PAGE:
Each year I try to post one meaningful quote from my own reading/meditations regarding Christmas. This year I’d like to share with you this excerpt from the late Fr. Thomas Merton, in his essay entitled, “Advent: Hope or Delusion?” It has come right on time for me at the end of a good, but very challenging year, both in terms of my personal ongoings and the world moreover.
Enjoy, and in the most sincere way, Merry Christmas!!!
“The certainty of Christian hope lies beyond passion and beyond knowledge. Therefore we must sometimes expect our hope to come in conflict with darkness, desperation and ignorance. Therefore, too, we must remember that Christian optimism is not a perpetual sense of euphoria, an indefectible comfort in whose presence neither anguish nor tragedy can possibly exist. We must not strive to maintain a climate of optimism by the mere suppression of tragic realities. Christian optimism lies in a hope of victory that transcends all tragedy: a victory in which we pass beyond tragedy to glory with Christ crucified and risen.
It is important to remember the deep, in some ways anguished seriousness of Advent, when the mendacious celebrations of our marketing culture so easily harmonize with our tendency to regard Christmas, consciously or otherwise, as a return to our own innocence and our own infancy. Advent should remind us that the ‘King Who is to Come’ is more than a charming infant smiling (or if you prefer a dolorous spirituality, weeping) in the straw. There is certainly nothing wrong with the traditional family jours of Christmas, nor need we be ashamed to find ourselves still able to anticipate them without too much ambivalence. After all, that in itself is no mean feat.
But the Church in preparing us for the birth of a ‘great prophet,’ a Savior and a King of Peace, has more in mind than seasonal cheer. The advent mystery focuses the light of faith upon the very meaning of life, of history, of [humankind], of the world and of our own being. In Advent we celebrate the coming and indeed the presence of Christ in our world. We witness to His presence even in the midst of all its inscrutable problems and tragedies. Our Advent faith is not an escape from the world to a misty realm of slogans and comforts which declare our problems to be unreal, our tragedies inexistent.
The Advent Gospels, like most of the other liturgical texts of the season, are sober to the point of austerity. Take for example the question of St. John the Baptist in Herod’s prison, where he was about to undergo a tragic death that was at once cruel and senseless:
‘Are you He who is to come, or look we for another?’
Strange and even scandalous words, which some have never been able to accept at their face value! How can John have meant such a question, when he head seen the Holy Spirit descending upon Jesus in the Jordan? Yet the directness with which the question was asked was the guarantee of its desperate seriousness: for at the close of his life, John was concerned not only, as we might say, for the ‘success of his mission,’ but more profoundly still, the truth of his own life, the truth of Israel, indeed, the truth of [God].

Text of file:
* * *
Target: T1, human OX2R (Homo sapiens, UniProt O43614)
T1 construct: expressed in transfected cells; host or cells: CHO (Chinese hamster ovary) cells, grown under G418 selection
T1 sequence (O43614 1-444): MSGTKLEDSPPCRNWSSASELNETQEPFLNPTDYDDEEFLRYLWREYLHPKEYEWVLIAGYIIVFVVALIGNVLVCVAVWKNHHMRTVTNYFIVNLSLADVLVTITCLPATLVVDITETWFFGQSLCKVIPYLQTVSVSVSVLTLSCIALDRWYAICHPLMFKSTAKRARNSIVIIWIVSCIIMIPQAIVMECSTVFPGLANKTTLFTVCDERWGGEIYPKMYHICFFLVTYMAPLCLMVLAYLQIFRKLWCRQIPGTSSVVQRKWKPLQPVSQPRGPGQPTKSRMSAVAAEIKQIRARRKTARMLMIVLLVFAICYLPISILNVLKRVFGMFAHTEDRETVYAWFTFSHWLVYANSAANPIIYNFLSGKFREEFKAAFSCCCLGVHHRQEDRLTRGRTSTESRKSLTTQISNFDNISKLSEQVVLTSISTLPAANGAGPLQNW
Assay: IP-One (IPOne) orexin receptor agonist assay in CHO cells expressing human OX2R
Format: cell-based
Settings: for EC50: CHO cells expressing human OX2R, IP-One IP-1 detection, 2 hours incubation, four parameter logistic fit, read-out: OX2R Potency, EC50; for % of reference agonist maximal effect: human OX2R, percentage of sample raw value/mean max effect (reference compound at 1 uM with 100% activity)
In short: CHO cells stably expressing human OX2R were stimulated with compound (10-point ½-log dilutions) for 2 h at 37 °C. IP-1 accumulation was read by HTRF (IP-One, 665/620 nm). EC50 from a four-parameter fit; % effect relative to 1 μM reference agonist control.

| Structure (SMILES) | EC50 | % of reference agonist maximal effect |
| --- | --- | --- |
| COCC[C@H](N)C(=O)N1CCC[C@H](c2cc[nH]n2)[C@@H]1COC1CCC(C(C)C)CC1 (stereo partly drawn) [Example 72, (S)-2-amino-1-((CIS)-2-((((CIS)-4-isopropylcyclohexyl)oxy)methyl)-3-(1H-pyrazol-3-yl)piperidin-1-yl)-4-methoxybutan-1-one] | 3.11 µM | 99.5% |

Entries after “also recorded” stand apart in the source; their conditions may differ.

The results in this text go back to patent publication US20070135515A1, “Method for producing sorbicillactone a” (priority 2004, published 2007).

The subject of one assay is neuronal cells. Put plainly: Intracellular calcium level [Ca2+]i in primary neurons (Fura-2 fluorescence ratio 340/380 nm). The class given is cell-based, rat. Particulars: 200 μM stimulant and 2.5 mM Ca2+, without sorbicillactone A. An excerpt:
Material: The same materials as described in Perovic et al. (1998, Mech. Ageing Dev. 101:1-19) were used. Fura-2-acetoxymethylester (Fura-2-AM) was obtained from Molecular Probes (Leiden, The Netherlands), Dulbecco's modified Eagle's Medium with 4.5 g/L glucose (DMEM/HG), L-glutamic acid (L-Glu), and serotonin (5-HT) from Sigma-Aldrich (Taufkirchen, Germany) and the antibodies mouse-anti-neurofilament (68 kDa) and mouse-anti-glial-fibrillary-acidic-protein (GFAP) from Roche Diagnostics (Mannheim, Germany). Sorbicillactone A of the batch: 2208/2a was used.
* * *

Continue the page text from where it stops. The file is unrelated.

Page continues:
In our time, what is lacking is not so much the courage to ask this question as the courage to expect an answer. There are enough [people], some of them great, who think that the only authentic posture is the frank acceptance of hopelessness in the face of life. Perhaps one reason why Sartre takes this position is that he feels Christians are always giving themselves a cozy answer to a desperate question they do not have the courage to ask. In which case our glad acceptance of the answer may be something less than edifying.
St. Gregory the Great said that all Christians should continue the prophetic mission of John to point out the presence of Christ in the world. This may mean many different things. John was able to point out Christ at the Jordan, in a moment of fulfillment, which gave meaning to his whole life. But John also had to witness to Christ in prison, in the face of death, in failure, when even the meaning of his other glorious moment seemed to have been cancelled out.
So too we may at times be able to show the world Christ in moments when all can clearly discern in history, some confirmation of the Christian message. But the fact remains that our task is to seek and find Christ in our world as it is, and not as it might be. The fact that the world is other than it might be does not alter the truth that Christ is present in it and that [God’s] plan has been neither frustrated nor changed: indeed, all will be done according to [God’s] will. Our Advent is a celebration of this hope.
What is uncertain is not the ‘coming’ of Christ but our own reception of Him, our own response to him, our own readiness and capacity to ‘go forth and meet Him.’ We must be willing to see Christ and acclaim Christ, as John did, even at the very moment when our whole life’s work and all its meaning seem to collapse. Indeed, more formidable still, the Church herself may perhaps be called upon some day to point out the King of Ages amid the collapse of all that has been laboriously built up by the devotion of centuries and cultures that sincerely intended to be ‘Christian.'”